Survival of the adaptablist

Yes, I know adaptablist is not a real word, that is to say, one you’ll find in the dictionary. However, it is an excellent analogy about the truth of survival; in Darwinian terms, the most adaptable are the fittest. Like the adaptability of language, the adaptability of people has spread us across the entire globe.

Endurance as a measure of success indisputably belongs to the family of blue green algae; cyanobacteria that have inhabited this planet for upwards of 3.5 billion years. A simple organism like bacteria can remain relatively more stable than a complex organism, but whether simple or complex, life is inherently unstable: an energetic stew of constant chemical transformations. Stability comes at the cost of inflexibility and as external conditions change, inflexible organisms do not survive. For living things, stability arrives with death.

A great strength of Homo sapiens as a species is adaptability, but whether we will successfully adapt to the results of our industrializing the planet remains a question. The combination of imagination and physical dexterity have proven to be enough to proclaim Homo sapiens as the planet’s Apex predator. Such predation is not limited to exploiting our planet’s resources, however, but to each other. Thus arise the prerogatives of human power: craving control and enforcing stability.

Efforts to enforce stability may stop short of inflicting death but still involve killing the spirit. So noted Sigmund Freud in Civilization and Its Discontents. Like life itself, the spirit of humanity is naturally unstable and efforts to impose order create a primary struggle between individuals and society. Herein we see the Taoist Yin/Yang dynamic, the constant interplay of domination and resistance, order and disorder.

However, human society fails to successfully mimic the laws of nature, particularly the second law of thermodynamics. This law dictates that the composition of matter always shifts from a higher energy state to a lower energy state, in other words, towards entropic stability. Activity of the unstable human spirit, on the other hand, constantly injects higher energy into the system, producing instability and disorder. As Freud noted, stability comes at the cost of powerful repression.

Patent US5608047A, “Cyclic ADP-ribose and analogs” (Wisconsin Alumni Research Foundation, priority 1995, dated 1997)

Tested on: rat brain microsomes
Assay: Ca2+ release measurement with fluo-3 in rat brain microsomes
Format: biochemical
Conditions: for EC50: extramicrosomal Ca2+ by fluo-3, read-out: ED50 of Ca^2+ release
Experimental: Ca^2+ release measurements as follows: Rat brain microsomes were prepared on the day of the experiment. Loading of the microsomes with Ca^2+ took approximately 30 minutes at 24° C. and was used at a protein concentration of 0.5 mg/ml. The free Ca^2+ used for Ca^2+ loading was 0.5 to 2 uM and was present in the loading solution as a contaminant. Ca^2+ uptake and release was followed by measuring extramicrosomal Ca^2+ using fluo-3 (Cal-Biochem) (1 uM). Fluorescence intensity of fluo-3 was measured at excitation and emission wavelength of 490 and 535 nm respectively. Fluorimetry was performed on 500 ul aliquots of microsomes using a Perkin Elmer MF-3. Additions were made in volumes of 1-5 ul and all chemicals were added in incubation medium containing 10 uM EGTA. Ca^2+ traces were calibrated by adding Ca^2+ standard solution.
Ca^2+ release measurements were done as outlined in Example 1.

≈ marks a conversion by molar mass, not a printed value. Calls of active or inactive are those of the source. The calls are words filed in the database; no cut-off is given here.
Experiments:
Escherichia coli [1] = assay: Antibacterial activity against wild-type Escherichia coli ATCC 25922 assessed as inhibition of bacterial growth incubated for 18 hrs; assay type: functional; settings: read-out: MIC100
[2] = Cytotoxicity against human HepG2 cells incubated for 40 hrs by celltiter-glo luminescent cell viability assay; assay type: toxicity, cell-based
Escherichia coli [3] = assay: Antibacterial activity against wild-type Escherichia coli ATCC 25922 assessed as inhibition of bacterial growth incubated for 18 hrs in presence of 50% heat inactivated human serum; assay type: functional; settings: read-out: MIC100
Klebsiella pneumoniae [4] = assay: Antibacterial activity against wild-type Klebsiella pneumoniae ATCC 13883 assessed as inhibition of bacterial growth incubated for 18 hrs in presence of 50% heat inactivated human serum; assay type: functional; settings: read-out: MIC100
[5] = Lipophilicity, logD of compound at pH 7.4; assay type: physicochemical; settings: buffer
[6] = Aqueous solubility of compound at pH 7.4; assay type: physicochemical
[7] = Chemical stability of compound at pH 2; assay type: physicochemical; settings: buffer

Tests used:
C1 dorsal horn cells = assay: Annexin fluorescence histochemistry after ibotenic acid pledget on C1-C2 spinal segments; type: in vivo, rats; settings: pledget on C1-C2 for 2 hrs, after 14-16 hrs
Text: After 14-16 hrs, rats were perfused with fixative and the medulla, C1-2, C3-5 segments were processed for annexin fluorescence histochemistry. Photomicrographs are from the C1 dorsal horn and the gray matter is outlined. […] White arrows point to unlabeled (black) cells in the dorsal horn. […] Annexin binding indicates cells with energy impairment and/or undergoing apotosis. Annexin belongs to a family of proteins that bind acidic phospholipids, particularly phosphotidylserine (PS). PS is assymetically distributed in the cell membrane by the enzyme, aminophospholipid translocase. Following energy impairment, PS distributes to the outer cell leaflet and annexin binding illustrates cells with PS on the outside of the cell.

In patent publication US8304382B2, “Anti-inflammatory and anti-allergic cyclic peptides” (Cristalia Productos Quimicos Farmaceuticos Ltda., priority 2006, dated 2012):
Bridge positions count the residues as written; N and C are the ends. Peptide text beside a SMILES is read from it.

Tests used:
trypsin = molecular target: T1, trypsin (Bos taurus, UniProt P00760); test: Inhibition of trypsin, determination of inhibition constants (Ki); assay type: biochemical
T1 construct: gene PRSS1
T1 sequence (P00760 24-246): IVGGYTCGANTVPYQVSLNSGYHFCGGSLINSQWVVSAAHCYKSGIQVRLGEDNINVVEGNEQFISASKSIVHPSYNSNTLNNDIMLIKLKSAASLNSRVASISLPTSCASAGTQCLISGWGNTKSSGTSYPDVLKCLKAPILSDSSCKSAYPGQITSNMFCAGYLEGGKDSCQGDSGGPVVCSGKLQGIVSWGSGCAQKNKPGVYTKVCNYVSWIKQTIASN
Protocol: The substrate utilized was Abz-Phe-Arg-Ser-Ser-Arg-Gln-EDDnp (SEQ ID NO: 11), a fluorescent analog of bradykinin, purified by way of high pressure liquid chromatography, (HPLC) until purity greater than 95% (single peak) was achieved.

Like all living systems, human society is a dynamic self-replicating system. While some opportunity exists for advantageous mutations to arise within self-replicating systems; when it comes to the endurance of our species, relying upon that is less effective than the adaptability of human mind. What we contain or imagine in our minds does not get passed biologically to successive generations; our inventions of language, speech, and writing reflect our attempts to pass mind’s information to our successors. It is, however, an inefficient system and is often corrupted and misused at many points along the way by those seeking power.

In this way, adaptability of mind is both a strength and a weakness. Billions of dollars are spent in attempts to influence the thoughts and knowledge of people, sometimes for purely mercenary intent and sometimes as an exercise of raw power.

Self-replicating living systems have proliferated on this planet almost from its beginnings. Imagining our self-conscious, self-replicating living system of human beings will inhabit the earth forever may be a pleasant fantasy, but it’s not likely. What is likely, however, is that a more stable, lower-energy, self-replicating living system will survive us, and perhaps in billions of years will attain a self-conscious level of complexity. Time, as it always does, will tell.

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